Instead we can turn to the beautiful world of Open Source to see what we have available.

illuminate\validation

The first package I looked at was the validation package of Laravel, illuminate\validation.

I already know this package pretty well after working with it a lot whilst using Laravel. I really like that I can specify the rules to validate against as an array. This will fit really nicely with how I want to define my model rules.

However, if we look at the composer.json I’m not very keen on how many dependencies this package has. I don’t want to pull in a load of Laravel stuff into this package just so I can validate my models.

respect\validation

The next package I looked at was respect\validation.

This seems like a really nice, thorough validation package with an impressive amount of rules.

I also really like the syntax and how you can chain together validation checks and create validator instances.

However I’d much prefer to be able to define my validation rules as a simply array so I can have it set as a property on the model. Unfortunately I can’t see a way of doing it with this package.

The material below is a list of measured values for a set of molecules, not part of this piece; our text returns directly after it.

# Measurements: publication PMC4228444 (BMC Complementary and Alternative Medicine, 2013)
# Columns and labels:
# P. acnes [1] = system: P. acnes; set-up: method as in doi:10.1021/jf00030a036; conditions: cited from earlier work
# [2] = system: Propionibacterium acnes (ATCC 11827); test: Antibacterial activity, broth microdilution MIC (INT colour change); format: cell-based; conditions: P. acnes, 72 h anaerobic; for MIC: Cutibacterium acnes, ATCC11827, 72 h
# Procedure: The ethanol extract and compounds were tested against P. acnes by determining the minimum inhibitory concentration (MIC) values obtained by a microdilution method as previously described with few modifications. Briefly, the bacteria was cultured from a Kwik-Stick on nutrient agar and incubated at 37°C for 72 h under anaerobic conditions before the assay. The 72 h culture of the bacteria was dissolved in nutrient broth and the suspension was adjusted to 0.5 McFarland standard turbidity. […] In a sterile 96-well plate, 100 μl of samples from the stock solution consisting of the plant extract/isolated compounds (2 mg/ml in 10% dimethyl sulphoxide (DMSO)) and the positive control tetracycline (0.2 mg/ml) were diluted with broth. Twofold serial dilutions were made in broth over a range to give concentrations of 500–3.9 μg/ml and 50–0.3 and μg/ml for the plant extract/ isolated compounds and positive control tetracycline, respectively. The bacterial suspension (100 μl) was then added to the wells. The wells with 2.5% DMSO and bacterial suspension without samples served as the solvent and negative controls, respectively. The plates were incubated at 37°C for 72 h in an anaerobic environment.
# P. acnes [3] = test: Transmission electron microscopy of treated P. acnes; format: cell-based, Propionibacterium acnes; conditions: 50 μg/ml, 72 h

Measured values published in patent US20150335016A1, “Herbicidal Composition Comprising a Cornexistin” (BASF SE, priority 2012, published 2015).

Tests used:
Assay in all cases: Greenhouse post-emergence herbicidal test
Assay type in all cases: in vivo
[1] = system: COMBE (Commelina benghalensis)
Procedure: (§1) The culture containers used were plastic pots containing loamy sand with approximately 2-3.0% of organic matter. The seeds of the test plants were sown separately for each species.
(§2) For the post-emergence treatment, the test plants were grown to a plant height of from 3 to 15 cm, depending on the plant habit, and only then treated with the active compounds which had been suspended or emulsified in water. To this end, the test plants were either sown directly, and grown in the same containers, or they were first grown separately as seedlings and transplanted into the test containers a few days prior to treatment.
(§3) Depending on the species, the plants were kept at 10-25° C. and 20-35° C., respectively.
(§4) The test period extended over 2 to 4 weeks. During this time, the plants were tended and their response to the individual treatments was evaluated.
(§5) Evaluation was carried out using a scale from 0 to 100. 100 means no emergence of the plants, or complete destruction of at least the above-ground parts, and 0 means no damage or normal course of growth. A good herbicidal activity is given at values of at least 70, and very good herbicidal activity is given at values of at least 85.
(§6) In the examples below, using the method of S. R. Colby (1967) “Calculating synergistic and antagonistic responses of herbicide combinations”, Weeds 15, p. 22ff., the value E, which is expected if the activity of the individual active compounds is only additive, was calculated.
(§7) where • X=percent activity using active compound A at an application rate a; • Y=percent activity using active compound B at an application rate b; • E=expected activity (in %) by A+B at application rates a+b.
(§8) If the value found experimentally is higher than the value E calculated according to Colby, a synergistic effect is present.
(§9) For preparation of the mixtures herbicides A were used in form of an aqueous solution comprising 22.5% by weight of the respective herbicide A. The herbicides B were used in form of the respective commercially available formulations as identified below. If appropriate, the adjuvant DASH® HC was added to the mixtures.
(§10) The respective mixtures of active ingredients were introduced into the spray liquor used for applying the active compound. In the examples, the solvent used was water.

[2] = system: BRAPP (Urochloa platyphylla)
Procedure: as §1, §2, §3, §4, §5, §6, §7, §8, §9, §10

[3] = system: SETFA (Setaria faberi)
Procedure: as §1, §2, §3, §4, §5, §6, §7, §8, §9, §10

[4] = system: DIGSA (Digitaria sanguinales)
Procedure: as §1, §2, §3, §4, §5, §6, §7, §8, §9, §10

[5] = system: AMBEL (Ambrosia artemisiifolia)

siriusphp\validation

The final validation package I looked at was siriusphp\validation.

I hadn’t heard of this package before doing this research, but it seems to tick all the boxes.

Firstly it doesn’t have a load of unrelated dependencies and so we will only need to pull in this one package to satisfy the relatively small job of validation.

Secondly you can define your validation rules as an array. This will be perfect for defining the model rules on each model instance.

Add the following line to your composer.json file to include this validation package into your project:

"siriusphp/validation": "1.2.1"  

Writing the tests

The first thing I’m going to do is write the tests for the validation of models:

public function testValidatingFailsWithMissingRequiredEmail()  
{  
$this->assertFalse($this->model->validate());  
}

public function testValidatingPassesWithRequiredEmail()  
{